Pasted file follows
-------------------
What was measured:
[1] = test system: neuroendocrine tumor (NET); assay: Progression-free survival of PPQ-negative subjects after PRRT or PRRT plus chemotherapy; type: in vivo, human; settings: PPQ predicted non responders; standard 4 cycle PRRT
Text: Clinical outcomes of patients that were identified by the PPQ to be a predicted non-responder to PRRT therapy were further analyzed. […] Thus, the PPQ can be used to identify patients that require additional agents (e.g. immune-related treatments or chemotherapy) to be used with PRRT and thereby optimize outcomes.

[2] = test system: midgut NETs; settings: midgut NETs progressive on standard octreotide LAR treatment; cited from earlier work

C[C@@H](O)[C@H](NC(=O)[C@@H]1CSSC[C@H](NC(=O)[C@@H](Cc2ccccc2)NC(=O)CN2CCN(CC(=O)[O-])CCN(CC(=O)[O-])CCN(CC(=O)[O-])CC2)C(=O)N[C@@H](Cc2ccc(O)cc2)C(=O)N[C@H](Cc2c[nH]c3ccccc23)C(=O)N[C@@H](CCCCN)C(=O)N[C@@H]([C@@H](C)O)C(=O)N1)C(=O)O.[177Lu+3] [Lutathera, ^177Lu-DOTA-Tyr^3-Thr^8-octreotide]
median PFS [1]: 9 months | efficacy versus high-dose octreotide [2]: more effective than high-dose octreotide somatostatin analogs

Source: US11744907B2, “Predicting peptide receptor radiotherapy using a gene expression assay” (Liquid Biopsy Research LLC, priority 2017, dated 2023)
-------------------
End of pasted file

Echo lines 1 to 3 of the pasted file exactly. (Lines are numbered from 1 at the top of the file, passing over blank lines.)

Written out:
What was measured:
[1] = test system: neuroendocrine tumor (NET); assay: Progression-free survival of PPQ-negative subjects after PRRT or PRRT plus chemotherapy; type: in vivo, human; settings: PPQ predicted non responders; standard 4 cycle PRRT
Text: Clinical outcomes of patients that were identified by the PPQ to be a predicted non-responder to PRRT therapy were further analyzed. […] Thus, the PPQ can be used to identify patients that require additional agents (e.g. immune-related treatments or chemotherapy) to be used with PRRT and thereby optimize outcomes.